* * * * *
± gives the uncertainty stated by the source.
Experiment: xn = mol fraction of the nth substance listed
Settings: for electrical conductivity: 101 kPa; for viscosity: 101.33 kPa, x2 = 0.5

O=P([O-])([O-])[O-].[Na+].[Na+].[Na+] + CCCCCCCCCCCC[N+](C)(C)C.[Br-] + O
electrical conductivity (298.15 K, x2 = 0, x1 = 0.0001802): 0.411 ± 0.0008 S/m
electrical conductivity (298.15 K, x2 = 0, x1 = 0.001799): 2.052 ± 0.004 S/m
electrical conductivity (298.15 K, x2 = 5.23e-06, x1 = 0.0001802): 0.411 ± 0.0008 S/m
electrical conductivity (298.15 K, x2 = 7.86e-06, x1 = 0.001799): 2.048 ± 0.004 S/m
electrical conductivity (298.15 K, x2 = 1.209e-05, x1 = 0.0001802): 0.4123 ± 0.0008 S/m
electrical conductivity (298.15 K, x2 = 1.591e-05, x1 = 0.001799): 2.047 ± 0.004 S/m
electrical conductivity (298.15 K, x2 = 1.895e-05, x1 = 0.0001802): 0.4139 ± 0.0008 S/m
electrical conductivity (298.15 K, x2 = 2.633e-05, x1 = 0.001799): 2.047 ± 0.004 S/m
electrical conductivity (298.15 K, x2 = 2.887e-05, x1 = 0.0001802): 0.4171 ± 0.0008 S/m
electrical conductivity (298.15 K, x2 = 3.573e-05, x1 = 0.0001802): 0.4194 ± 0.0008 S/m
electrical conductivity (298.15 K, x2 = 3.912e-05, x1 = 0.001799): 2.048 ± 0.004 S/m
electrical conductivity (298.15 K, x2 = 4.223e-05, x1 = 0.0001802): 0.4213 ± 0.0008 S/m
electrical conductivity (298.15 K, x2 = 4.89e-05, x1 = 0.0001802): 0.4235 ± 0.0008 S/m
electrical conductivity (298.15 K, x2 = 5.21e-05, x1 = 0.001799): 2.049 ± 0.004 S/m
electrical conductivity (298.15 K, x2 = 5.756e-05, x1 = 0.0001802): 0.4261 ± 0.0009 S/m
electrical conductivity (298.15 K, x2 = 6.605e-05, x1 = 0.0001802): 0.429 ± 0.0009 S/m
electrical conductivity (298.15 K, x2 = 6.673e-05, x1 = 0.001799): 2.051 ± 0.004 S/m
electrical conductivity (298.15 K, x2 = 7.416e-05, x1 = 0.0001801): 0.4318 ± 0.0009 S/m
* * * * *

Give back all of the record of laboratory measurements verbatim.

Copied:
± gives the uncertainty stated by the source.
Experiment: xn = mol fraction of the nth substance listed
Settings: for electrical conductivity: 101 kPa; for viscosity: 101.33 kPa, x2 = 0.5

O=P([O-])([O-])[O-].[Na+].[Na+].[Na+] + CCCCCCCCCCCC[N+](C)(C)C.[Br-] + O
electrical conductivity (298.15 K, x2 = 0, x1 = 0.0001802): 0.411 ± 0.0008 S/m
electrical conductivity (298.15 K, x2 = 0, x1 = 0.001799): 2.052 ± 0.004 S/m
electrical conductivity (298.15 K, x2 = 5.23e-06, x1 = 0.0001802): 0.411 ± 0.0008 S/m
electrical conductivity (298.15 K, x2 = 7.86e-06, x1 = 0.001799): 2.048 ± 0.004 S/m
electrical conductivity (298.15 K, x2 = 1.209e-05, x1 = 0.0001802): 0.4123 ± 0.0008 S/m
electrical conductivity (298.15 K, x2 = 1.591e-05, x1 = 0.001799): 2.047 ± 0.004 S/m
electrical conductivity (298.15 K, x2 = 1.895e-05, x1 = 0.0001802): 0.4139 ± 0.0008 S/m
electrical conductivity (298.15 K, x2 = 2.633e-05, x1 = 0.001799): 2.047 ± 0.004 S/m
electrical conductivity (298.15 K, x2 = 2.887e-05, x1 = 0.0001802): 0.4171 ± 0.0008 S/m
electrical conductivity (298.15 K, x2 = 3.573e-05, x1 = 0.0001802): 0.4194 ± 0.0008 S/m
electrical conductivity (298.15 K, x2 = 3.912e-05, x1 = 0.001799): 2.048 ± 0.004 S/m
electrical conductivity (298.15 K, x2 = 4.223e-05, x1 = 0.0001802): 0.4213 ± 0.0008 S/m
electrical conductivity (298.15 K, x2 = 4.89e-05, x1 = 0.0001802): 0.4235 ± 0.0008 S/m
electrical conductivity (298.15 K, x2 = 5.21e-05, x1 = 0.001799): 2.049 ± 0.004 S/m
electrical conductivity (298.15 K, x2 = 5.756e-05, x1 = 0.0001802): 0.4261 ± 0.0009 S/m
electrical conductivity (298.15 K, x2 = 6.605e-05, x1 = 0.0001802): 0.429 ± 0.0009 S/m
electrical conductivity (298.15 K, x2 = 6.673e-05, x1 = 0.001799): 2.051 ± 0.004 S/m
electrical conductivity (298.15 K, x2 = 7.416e-05, x1 = 0.0001801): 0.4318 ± 0.0009 S/m